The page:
I believe this is an aberration and a negative sentiment of the industry since lots of factors have come together at a certain time. I don't think this scenario will last beyond a point. In the area of heavy commercial vehicles, this one is a regular cyclic dip, which takes place every five to eight years. Usually, these dips take about two to three years to fade out and we seem to have bottomed out. Cars and motorcycles though aren't cyclical and this is where I see an aberration. At about 13 mn motorcycles per year, we're still growing over a large base. With things such as high inflation and slow-growing income levels, the overall sentiment in the middle-class is negative and hence largely responsible for the slowdown in vehicle sales.
A recent report suggested that despite the slowdown, the profitability of Indian automotive suppliers and their overall health is still strong.
If you consider companies with revenues up to ' 500 cr – which comprises over 90 % of the industry – the present scenario throws up a lot of challenges. Apart from the double-digit inflation, we probably have the highest interest rates in the world and unemployment/ non-employability, partially due to the lack of the education to match the industry expectations. In addition, we have one of the most expensive power rates in the world and still the availability, consistency and quality of power is not among the best. Then there's the uneven playing field for these players in terms of government policies.
Let's talk about productivity since we claim to offer low-cost manpower and yet our productivity is just about 1/30th of that in the US and 1/22nd of Japan. We were at 1:2 ratio with China earlier, but are now at 1/8th of their productivity. And these are just some of the challenges that the companies in India face. Put into perspective, the archaic tax laws and the situation becomes even more challenging. Twenty eight states cannot reach upon a mutual decision on the GST because of political scenarios, reflecting the overall business environment. Such is the scenario that the Indian entrepreneur is not doing business today because of the government, but in spite of the government.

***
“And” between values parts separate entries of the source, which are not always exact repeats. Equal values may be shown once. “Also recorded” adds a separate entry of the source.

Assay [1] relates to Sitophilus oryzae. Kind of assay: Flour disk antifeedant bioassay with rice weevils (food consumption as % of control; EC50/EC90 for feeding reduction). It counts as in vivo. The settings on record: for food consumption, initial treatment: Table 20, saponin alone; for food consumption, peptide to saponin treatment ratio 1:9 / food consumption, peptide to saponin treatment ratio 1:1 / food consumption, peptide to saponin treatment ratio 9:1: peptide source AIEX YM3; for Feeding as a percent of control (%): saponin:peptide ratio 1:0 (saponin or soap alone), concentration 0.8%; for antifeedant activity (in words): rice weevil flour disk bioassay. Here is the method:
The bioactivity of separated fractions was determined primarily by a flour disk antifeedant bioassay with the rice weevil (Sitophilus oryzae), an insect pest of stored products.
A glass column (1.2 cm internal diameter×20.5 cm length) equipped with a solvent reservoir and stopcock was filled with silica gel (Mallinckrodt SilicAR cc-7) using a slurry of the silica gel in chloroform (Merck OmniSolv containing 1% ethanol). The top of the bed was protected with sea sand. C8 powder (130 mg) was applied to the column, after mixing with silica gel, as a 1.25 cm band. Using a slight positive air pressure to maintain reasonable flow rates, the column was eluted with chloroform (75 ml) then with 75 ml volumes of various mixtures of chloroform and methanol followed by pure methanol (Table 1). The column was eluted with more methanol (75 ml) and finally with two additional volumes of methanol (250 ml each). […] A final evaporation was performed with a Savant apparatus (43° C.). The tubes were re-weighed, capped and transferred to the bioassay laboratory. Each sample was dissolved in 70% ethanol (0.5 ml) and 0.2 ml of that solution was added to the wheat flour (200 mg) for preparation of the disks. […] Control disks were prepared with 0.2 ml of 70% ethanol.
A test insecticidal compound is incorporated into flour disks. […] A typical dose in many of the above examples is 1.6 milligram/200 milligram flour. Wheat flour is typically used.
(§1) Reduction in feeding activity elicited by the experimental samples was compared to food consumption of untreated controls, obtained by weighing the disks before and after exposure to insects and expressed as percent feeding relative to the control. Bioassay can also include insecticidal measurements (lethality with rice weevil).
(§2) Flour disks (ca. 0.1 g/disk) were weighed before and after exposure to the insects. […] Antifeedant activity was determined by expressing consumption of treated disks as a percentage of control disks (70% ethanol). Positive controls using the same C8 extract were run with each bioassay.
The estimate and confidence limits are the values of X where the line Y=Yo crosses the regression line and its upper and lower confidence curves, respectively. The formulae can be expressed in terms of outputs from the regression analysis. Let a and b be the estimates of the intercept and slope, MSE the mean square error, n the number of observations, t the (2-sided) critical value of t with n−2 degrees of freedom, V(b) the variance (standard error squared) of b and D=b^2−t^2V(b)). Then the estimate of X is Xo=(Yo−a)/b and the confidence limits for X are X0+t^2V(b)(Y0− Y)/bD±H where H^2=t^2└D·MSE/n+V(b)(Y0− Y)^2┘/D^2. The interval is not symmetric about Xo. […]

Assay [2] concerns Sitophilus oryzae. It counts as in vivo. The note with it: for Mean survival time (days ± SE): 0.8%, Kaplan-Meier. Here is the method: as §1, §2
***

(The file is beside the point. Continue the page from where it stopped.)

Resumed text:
Despite this, we've done a lot to progress as an industry, from a point where there was no automotive component industry in the country till a few decades back. I believe that more than 95 % of the nearly 700 ACMA members are ISO certified. Also, outside Japan, India has the largest number of Deming prize winners. Given that our industry is used to doing with less, we do come up with some innovative ways. Are they the world's best? Maybe not. Are they effective? Definitely! We should start seeing some uptick after the general elections next year.